Academic journal article Babel

Writing Strategies of Children in a Macedonian-English Bilingual Program in Victoria

Academic journal article Babel

Writing Strategies of Children in a Macedonian-English Bilingual Program in Victoria

Article excerpt


Research holds that, for bilingual children, a strong establishment in one language not only develops skills in that language, but also facilitates the development of a second language. The participants for this research were six nine-year-old children who were being educated in their first language, Macedonian, and also in English.

This research investigated the strategies that these Macedonian-English bilingual children use for writing in Macedonian script and whether these strategies have a positive or negative transfer to English literacy. Think-aloud protocols were used to look into the writing process and to categorise the types of writing strategies that the children used in Macedonian and English. The official results from the literacy assessment conducted at the school were also examined.

Results of the study indicated that there is an interdependent ability between the first language and the second language in writing and that there is a positive transfer of skills, strategies and knowledge from Macedonian to English. Therefore the conclusion is that, for this study at least, literacy development of the stronger language (Macedonian) facilitates literacy development in the second language (English) and that access to two languages from an early age and the possibility of learning those languages can facilitate literacy development.

Key Words

bilingual education, writing strategies, Macedonian


The fact that 23% of the population in Australia speaks a language other than English at home, an increase of 2% over the previous census, indicates that the significance of maintaining the mother tongue of the ethnic groups in Australian society is high. (Australian Bureau of Statistics, 2011, Clyne 2005). Although Australia is linguistically diverse, multilingualism has not always been effectively promoted in the educational system (Clark, 2006; Clyne 2005). The focus on literacy skills has been directed towards developing knowledge and skills predominantly in the English language (Lo Bianco, 2003). Bilingualism and language maintenance are not always seen as contributing factors in acquiring literacy in the second language, which, in this case, is English. (de Courcy, 2006, 2007; Molyneux, 2009; Cross, 2012)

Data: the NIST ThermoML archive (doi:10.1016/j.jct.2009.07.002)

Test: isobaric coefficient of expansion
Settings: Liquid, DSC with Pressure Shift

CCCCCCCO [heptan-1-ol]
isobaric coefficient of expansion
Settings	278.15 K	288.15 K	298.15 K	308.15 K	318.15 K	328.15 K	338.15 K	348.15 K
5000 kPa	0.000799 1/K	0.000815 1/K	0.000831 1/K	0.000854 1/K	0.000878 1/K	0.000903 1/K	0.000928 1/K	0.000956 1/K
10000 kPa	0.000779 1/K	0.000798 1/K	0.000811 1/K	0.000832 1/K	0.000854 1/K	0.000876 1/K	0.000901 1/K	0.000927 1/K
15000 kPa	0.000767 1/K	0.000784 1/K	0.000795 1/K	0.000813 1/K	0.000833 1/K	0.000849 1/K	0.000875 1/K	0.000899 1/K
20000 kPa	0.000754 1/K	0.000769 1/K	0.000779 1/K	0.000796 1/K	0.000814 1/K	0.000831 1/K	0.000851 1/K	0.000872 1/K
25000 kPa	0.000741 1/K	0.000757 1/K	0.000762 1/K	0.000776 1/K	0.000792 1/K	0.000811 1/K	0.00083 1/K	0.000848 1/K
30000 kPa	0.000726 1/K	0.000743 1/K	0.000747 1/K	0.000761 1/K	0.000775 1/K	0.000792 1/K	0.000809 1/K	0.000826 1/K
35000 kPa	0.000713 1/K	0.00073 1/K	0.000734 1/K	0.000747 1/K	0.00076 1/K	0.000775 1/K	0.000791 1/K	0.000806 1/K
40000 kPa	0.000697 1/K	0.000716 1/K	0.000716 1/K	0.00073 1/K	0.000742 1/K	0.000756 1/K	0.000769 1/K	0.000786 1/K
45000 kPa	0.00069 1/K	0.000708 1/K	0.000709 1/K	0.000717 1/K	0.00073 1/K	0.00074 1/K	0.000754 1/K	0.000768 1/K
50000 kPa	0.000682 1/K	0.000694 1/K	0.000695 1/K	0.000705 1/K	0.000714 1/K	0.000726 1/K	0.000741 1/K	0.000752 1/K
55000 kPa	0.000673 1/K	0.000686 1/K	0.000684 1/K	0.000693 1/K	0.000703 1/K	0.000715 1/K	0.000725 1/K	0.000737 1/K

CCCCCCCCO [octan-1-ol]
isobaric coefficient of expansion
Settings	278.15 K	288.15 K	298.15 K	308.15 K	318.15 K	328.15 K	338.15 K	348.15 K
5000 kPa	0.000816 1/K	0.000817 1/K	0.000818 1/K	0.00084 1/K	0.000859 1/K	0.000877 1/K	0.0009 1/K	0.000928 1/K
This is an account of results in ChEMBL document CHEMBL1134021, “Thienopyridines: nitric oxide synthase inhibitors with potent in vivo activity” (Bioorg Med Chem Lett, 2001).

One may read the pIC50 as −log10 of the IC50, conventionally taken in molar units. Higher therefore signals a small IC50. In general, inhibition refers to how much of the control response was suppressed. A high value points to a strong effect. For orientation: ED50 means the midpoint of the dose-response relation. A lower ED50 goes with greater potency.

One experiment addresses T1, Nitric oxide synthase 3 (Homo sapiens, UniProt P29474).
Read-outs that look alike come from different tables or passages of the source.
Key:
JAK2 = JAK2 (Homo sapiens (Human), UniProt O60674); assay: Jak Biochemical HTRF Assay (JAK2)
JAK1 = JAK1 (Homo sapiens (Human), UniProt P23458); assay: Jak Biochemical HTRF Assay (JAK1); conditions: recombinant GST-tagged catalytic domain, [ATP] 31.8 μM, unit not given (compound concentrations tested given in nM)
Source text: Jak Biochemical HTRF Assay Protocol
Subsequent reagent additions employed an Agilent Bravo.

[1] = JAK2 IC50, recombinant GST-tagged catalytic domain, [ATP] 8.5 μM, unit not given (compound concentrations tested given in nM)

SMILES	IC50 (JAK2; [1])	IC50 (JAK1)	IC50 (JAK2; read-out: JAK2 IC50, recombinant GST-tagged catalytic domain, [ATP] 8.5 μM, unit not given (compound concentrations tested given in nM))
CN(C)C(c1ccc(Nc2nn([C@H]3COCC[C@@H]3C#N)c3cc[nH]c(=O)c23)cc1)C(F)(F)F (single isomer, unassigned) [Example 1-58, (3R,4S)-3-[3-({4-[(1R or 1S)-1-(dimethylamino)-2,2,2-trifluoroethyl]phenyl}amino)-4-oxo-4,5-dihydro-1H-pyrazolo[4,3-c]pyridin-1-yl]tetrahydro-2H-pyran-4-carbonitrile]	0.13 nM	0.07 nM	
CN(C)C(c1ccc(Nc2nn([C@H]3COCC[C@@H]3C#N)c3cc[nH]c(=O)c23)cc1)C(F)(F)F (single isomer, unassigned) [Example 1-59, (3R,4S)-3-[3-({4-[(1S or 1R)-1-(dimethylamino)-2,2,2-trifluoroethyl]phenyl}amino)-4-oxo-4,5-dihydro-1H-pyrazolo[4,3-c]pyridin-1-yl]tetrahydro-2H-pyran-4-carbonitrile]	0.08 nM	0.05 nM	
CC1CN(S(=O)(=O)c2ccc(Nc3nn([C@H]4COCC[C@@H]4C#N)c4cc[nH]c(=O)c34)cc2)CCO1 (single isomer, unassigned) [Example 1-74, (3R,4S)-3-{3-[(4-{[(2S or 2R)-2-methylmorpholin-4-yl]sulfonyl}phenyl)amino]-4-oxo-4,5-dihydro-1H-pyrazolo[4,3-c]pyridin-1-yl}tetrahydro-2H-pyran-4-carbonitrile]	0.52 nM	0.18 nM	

Baker (2006) maintains that to achieve bilingualism, biliteracy and biculturalism, strong forms of bilingual education, such as immersion or two-way bilingual programs should be implemented. A bilingual program is identified as a specific type of language program where teaching and learning of the other areas of the curriculum such as social studies or mathematics is implemented via the medium of a second language. At present there are several bilingual schools in Victoria and even though the aim of these programs is to provide learners with the second language and culture, they vary in the way they are structured, according to the time allocated for the language and the particular subjects studied (Truckenbrodt & de Courcy, 2002). Some, such as Camberwell Primary School, involve all children enrolled at the school in a French bilingual program, where they study their Mathematics and part of the literacy block in French (de Courcy & Burston, 2000; de Courcy, Burston & Warren, 1999). Others, such as Abbotsford and Richmond West Primary Schools, involve children from heritage languages (e.g. Chinese) in the maintenance of these languages through the study of some subject areas through that language (Elder & Liem, 2000a, 2000b).

This research focuses on a Macedonian heritage bilingual program where one of the authors (Smilevsaka) teaches in her mother tongue, Macedonian. The children in the program are first language speakers of Macedonian, who are acquiring literacy in Macedonian and in English. This paper gives us the important perspective of a teacher working in a bilingual program, so as to inform discussion of bilingual programs and transfer of literacy skills. …

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